- In the chronic thiamine deficiency the transketolase enzyme has a much reduced activity leading to the Wernicke- Korsakoff syndrome.
- The symptoms of Wernicke-Korsakoff syndrome include weakness, mental disorder, loss of memory, partial paralysis, etc.
Uronic Acid Pathway (Glucuronic Acid Cycle)
- A pathway in liver for the conversion of glucose to glucuronic acid, ascorbic acid (except in humans) and pentoses
- An alternative oxidative pathway for glucose but does not generate ATP
Significance of Uronic Acid Pathway
- Uronic acid pathway is a source of UDP -glucuronate.
- UDP-glucuronate is a precursor in synthesis of proteoglycans (glycosaminoglycans) and glycoproteins.
- UDP-glucuronate is involved in detoxification reactions that occur in liver e.g.bilirubin,steroid hormones.
Metabolic role of UDP-glucuronate
- The uronic acid pathway is a source of UDP-glucose which is used for glycogen formation.
- The uronic acid pathway provides a mechanism by which dietary D-xylulose can enter the central metabolic pathway
Galactose Metabolism And Galactosemia
Galactose is derived from disaccharide, lactose (the milk sugar) of the diet.
- It is important for the formation of:
– Lactose during lactation.
- Galactose is readily converted in the liver to glucose.
- It is an inborn error of galactose metabolism.
- Caused by deficiency of enzyme galactose-1 phosphate uridyl transferase
- The inherited deficiencies of galactokinase and UDP galactose-4-epimerase also lead to minor types of galactosemia.
- It causes a rise in galactose in blood and urine and leads to accumulation of galactose and galactose-1-phosphate in blood, liver, brain , kidney and eye lenses.
- In these organs, the galactose is reduced to galactitol by the enzyme aldose reductase.
- The accumulation of galactitol and galactose-1-phosphate in liver, brain and eye lenses causes:
– Liver failure (hepatomegaly followed by cirrhosis)
– Mental retardation and
– Cataract formation
- Galactose in milk and milk products should be eliminated from the diet.
- Sufficient galactose for the body’s need can be synthesized endogenously as UDP-galactose.
BLOOD GLUCOSE LEVEL AND ITS REGULATION
- Blood glucose level maintained within 70-100 mg/dl.
- Levels above normal range : Hyperglycemia,
Levels below normal range : Hypoglycemia.
- After the intake of a carbohydrate meal, blood glucose level rises to 120-140 mg/dl.
- Factors involved in the regulation of blood glucose are:
2. Metabolic processes
3. Renal mechanism
- Two major hormones controlling blood glucose levels are:
1. Insulin (hypoglycemic hormone)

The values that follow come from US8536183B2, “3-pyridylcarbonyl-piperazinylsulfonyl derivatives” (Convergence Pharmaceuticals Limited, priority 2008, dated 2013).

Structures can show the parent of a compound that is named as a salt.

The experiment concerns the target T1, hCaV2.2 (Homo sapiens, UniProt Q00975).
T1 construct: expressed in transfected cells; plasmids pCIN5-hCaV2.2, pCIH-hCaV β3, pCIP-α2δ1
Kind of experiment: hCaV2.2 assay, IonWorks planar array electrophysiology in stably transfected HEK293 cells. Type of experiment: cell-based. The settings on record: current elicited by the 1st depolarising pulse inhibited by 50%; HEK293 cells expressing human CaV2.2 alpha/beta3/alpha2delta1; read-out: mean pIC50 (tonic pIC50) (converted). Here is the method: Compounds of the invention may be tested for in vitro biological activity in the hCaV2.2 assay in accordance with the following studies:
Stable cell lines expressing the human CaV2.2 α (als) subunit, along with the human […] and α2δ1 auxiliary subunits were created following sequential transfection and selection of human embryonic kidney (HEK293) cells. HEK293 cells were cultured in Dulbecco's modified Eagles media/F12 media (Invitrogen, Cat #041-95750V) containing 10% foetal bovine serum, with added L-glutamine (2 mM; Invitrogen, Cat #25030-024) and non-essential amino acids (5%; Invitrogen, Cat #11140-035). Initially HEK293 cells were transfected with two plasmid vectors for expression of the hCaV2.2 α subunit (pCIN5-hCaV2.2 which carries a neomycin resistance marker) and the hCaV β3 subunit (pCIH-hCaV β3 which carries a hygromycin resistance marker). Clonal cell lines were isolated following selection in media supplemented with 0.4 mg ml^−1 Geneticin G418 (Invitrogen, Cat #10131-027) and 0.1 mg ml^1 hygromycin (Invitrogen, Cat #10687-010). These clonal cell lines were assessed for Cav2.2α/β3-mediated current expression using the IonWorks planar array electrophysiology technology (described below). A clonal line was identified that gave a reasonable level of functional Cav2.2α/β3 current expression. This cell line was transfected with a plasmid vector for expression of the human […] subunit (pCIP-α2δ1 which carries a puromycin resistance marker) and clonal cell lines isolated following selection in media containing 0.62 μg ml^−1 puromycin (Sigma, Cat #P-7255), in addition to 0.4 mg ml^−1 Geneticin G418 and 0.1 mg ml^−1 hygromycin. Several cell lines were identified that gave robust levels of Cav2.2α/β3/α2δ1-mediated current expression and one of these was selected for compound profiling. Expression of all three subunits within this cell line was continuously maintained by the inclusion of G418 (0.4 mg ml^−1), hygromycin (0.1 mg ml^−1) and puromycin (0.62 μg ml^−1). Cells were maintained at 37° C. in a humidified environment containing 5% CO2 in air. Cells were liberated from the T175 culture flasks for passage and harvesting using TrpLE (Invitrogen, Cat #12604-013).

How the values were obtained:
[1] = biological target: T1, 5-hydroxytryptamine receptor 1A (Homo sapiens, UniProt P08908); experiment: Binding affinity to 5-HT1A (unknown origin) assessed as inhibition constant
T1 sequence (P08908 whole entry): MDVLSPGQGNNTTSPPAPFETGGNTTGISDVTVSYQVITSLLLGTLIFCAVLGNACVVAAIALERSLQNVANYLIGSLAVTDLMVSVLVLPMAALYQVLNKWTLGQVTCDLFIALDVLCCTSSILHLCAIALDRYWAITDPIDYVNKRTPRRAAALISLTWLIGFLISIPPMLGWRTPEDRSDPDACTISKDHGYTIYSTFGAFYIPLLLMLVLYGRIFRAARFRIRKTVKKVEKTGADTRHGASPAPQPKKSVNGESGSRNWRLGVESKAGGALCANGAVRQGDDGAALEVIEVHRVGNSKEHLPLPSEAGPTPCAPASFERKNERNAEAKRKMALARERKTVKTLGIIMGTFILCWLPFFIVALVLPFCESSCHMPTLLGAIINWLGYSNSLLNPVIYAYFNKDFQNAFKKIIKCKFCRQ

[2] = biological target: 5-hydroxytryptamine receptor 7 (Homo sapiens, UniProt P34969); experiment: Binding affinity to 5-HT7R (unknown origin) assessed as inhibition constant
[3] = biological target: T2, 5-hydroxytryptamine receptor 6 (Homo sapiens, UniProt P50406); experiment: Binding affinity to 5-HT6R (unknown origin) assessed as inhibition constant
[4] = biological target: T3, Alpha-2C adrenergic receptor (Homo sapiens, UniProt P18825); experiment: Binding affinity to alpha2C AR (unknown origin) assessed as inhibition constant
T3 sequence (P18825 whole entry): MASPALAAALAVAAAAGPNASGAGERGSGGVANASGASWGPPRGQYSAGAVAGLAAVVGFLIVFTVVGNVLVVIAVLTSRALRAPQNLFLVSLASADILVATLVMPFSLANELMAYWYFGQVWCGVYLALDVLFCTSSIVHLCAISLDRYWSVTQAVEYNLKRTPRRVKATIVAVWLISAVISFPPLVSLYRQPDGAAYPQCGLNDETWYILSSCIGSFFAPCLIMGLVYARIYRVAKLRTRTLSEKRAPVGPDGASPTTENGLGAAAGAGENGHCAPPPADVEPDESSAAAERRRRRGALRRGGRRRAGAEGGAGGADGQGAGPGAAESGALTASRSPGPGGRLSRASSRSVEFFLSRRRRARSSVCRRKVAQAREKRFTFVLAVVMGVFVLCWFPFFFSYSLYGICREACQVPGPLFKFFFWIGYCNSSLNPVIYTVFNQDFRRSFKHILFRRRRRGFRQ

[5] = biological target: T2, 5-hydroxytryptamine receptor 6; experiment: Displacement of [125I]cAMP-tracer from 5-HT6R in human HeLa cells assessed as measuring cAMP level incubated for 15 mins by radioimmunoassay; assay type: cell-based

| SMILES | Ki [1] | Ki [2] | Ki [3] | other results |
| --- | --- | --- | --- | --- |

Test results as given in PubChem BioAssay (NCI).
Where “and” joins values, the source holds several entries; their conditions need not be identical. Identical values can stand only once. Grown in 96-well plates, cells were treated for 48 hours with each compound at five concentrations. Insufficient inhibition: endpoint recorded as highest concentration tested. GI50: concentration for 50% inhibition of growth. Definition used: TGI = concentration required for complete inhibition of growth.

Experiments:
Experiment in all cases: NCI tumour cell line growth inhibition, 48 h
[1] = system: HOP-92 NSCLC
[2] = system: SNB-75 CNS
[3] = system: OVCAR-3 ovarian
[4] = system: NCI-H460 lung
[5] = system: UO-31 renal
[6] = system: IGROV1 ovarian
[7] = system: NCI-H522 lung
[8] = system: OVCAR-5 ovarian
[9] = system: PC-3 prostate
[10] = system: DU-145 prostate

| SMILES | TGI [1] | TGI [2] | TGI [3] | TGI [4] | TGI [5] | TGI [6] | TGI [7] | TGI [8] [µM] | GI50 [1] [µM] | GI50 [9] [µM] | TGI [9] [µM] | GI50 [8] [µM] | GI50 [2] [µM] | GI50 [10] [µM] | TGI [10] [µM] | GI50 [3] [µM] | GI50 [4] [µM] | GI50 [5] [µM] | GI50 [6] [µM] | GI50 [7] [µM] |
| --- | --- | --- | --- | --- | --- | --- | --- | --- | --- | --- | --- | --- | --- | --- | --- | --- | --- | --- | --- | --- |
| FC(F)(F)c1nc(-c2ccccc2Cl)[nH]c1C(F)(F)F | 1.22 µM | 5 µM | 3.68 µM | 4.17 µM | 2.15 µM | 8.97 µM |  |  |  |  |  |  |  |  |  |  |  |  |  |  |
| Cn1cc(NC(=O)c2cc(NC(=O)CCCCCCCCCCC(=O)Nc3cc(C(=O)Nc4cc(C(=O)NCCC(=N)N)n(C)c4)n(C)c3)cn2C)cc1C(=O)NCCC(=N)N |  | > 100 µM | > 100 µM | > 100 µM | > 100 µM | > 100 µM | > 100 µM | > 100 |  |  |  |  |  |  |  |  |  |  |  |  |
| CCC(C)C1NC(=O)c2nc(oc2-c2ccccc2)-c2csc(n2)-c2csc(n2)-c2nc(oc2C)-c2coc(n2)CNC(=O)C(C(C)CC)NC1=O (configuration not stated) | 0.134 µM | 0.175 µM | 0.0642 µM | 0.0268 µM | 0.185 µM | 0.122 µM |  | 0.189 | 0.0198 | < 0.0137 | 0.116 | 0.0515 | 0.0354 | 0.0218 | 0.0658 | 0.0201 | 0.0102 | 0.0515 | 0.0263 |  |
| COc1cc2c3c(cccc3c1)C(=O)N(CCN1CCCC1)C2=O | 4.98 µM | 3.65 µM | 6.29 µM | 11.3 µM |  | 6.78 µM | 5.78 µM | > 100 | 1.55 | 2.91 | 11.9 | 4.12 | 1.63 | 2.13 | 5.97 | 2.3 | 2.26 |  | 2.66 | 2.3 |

2. Glucagon (hyperglycemic hormone).
Reciprocal control of insulin and glucagon on the homeostasis
Maintenance of Glucose in Fed State (Hyperglycemic condition)
- Increased blood glucose level ,hyperglycemia occur after each meal
- Increased level of blood glucose releases insulin
- Insulin reduces the blood glucose level in a number of ways
Various metabolic systems affected by insulin
Effect of glucagon on blood glucose
Maintenance of Blood Glucose in Fasting State (Hypoglycemic Condition)
Decreased level of blood glucose (hypoglycemia) causes release of hyperglycemic hormones, e.g.
- Epinephrine or adrenaline
- Growth hormone
Glucagon opposes the action of insulin. It acts primarily in the liver as follows:
- In the liver, it stimulates glycogenolysis & inhibits glycogen synthesis
- Enhances gluconeogenesis from amino acids and lactic acids
Epinephrine or Adrenaline
- Stimulates glycogenolysis in the liver and the muscle by stimulating glycogen phosphorylase
- In muscle due to absence of glucose-6-phosphatase, glycogenolysis results with the formation of lactate, whereas in the liver, glucose is the main product, leading to increase in blood glucose.
- Increases Gluconeogenesis by increasing the:
- activity of enzymes of gluconeogenesis.
- protein catabolism to provide glucogenic amino acid
- hepatic uptake of amino acids.
- Inhibit utilization of glucose in extra-hepatic tissues.
Growth hormone and anterior pituitary hormones
- Growth hormone and ACTH antagonise the action of insulin.
- Growth hormone decreases glucose uptake in the muscle and ACTH decreases glucose utilization by the tissue.
- Accelerates hepatic glycogenolysis with consequent rise in blood glucose.
- It may also increase the rate of absorption of hexoses from the intestine